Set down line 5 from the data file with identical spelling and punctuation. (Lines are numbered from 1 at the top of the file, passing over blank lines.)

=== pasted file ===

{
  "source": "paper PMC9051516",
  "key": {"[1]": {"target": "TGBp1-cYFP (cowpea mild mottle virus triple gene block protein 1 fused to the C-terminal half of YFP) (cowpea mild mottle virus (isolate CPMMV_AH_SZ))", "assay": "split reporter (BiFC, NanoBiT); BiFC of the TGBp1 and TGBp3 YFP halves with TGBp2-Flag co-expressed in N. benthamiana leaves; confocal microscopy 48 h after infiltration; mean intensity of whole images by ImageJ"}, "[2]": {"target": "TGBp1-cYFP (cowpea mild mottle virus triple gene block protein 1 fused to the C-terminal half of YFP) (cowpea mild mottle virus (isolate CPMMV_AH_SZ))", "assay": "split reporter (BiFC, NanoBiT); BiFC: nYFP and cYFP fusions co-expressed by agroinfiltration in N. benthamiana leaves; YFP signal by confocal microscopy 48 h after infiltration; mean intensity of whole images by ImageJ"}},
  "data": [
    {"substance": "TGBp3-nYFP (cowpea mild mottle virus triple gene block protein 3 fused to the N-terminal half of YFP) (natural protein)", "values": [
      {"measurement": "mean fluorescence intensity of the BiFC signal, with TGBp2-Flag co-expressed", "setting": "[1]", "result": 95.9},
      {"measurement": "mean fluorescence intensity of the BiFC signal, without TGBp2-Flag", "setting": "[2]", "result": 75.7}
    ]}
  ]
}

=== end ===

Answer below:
    {"substance": "TGBp3-nYFP (cowpea mild mottle virus triple gene block protein 3 fused to the N-terminal half of YFP) (natural protein)", "values": [